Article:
This is where we put the “marketing” in affiliate marketing. It’s up to you as the affiliate marketer to make sure that your audience sees the affiliate links and offers you have on your site. You can’t simply throw them into the right sidebar and hope that your audience seeks them out and clicks on them. There’s a great deal that you can do to increase the likelihood that your visitors click on the links and get in front of the affiliate offer.

This topic is extremely broad; there are countless strategies for increasing visibility (and ultimately click rate) on your affiliate links, ranging from incorporating links into your content to sending emails to your newsletter list.

 

Factor 3: Conversion Rate

Conversion rate refers to the percentage of referrals sent, who ultimately complete the desired action i.e. buy the product or service.

This is one area that is often overlooked as an “out of my hands” part of the affiliate marketing funnel. Once you’ve sent a visitor to the merchant site, all you can do is cross your fingers and hope they ultimately complete whatever action is necessary for you to get your commission. That’s partially true I suppose. But you have more input here than you may realize.

Part of the affiliate marketing game involves picking out merchant partners and products to promote. If you’re promoting a crap product, you can probably send some traffic through the affiliate link by doing a good job of marketing it to your audience. But once they get to the merchant site and are disappointed in what they see, they’re probably going to abandon.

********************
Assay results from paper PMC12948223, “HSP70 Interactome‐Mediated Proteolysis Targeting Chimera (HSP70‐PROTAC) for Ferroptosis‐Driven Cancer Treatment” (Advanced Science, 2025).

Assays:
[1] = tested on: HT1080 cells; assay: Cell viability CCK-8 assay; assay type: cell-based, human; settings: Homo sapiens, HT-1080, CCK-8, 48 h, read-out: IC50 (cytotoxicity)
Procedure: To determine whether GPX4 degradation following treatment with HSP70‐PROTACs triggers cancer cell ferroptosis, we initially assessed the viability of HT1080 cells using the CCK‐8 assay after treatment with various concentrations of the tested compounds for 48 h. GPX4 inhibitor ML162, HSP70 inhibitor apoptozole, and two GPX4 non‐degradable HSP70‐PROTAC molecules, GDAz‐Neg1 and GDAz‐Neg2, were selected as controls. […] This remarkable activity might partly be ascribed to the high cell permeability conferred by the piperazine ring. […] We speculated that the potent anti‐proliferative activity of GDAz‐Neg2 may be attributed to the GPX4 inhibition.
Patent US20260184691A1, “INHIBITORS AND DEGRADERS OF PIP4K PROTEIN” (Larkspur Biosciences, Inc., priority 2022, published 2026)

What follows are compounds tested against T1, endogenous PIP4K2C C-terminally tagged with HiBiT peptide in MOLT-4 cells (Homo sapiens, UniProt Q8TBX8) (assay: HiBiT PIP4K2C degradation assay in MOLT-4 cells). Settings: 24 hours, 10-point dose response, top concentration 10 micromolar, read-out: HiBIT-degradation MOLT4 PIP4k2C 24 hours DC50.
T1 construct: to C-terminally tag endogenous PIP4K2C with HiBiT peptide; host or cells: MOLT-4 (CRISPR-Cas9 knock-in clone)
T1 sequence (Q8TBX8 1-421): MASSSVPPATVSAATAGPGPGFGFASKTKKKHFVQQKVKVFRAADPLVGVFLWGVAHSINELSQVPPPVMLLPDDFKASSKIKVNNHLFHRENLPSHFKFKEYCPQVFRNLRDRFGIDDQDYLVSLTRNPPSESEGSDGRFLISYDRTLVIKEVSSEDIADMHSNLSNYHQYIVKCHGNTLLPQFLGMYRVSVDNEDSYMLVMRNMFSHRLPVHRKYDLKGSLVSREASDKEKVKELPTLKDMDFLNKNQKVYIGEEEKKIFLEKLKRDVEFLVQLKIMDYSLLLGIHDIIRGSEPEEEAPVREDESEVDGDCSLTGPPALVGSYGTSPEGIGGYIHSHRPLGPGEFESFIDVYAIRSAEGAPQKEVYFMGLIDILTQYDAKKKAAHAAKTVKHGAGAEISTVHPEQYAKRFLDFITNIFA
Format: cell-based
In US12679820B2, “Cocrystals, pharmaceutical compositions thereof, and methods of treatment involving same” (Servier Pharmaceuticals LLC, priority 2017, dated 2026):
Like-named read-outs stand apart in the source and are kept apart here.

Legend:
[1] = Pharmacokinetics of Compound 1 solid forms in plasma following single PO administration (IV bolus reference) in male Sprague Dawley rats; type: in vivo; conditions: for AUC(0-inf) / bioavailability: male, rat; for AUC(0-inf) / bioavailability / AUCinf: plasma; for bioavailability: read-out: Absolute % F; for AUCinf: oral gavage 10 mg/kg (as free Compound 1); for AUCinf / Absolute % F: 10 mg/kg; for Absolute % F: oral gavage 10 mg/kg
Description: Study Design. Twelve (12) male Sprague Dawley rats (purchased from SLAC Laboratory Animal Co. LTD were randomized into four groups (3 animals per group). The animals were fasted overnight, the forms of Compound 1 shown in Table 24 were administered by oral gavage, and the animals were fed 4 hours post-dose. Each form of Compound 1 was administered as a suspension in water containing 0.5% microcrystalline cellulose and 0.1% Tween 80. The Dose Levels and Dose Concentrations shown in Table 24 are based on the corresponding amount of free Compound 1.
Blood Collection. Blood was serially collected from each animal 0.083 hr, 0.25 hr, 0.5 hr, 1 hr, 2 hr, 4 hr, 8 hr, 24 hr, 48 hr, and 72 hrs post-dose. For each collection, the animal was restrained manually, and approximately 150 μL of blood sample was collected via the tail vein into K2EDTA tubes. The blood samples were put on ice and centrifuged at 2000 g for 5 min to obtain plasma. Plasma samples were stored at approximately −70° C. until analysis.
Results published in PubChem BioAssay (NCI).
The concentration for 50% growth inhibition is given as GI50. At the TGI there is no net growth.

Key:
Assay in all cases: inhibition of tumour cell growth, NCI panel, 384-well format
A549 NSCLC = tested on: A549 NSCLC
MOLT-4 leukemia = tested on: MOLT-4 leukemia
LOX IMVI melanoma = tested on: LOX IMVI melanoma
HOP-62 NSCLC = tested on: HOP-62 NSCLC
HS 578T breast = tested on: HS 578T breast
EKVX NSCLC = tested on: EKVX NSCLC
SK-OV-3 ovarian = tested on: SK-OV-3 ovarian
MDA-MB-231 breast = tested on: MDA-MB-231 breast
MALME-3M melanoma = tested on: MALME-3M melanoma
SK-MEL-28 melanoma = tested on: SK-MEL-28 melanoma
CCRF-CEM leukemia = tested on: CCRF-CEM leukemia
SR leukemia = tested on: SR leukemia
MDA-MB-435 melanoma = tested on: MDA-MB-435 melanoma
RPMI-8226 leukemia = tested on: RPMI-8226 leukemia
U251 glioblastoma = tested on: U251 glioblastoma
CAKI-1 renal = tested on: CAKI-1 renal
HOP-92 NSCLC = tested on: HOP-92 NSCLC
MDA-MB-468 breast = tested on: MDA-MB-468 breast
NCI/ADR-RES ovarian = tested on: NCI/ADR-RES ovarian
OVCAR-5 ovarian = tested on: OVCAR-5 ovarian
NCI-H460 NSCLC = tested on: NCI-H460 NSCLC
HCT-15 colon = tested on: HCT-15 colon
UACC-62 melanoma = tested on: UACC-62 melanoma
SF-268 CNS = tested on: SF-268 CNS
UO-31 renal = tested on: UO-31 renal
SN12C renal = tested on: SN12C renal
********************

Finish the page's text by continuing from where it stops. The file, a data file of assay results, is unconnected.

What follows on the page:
If you’re promoting a quality product that you think delivers great value to your audience, they’re much more likely to complete the purchase once they’ve clicked.

 

BONUS TIPS AND TRICKS—>

  • Mention Products in epic post
  • Create a course/series article around the product
  • Product Giveaway
  • Comparison post
  • Write a post on why I switched from X to Y
  • Create videos explaining about the product
  • Create Coupon/deal specific post for product

Let me know if you have other tips that you follow on your blog to improve your own affiliate conversions.

If you have found this article useful, please remember to share it with others on Facebook & Google+ and like and comment here.

Also, please follow me at https://kashyapeesays.wordpress.com

Or like me at https://www.facebook.com/kashyapeesays/

If you want to see how I use affiliate marketing in my post you can check out my latest blog posts

https://kashyapeesays.wordpress.com/best-drugstore-makeup-to-invest-on/

https://kashyapeesays.wordpress.com/must-have-jewelry-trends-2017/

 

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7 thoughts on “Ultimate guide to affiliate marketing

      1. Well, I am fairly new, having only set up my blog two weeks ago, and am still at the stage of building the site, populating it with decent articles and so on. Something that I have noticed though is that readers are quite realistic about these things, and it’s okay to be quite explicit about what you are doing and why (ie, letting people know that using the affiliate links supports the site). I have noticed this on YouTube channels, especially.

        Liked by 1 person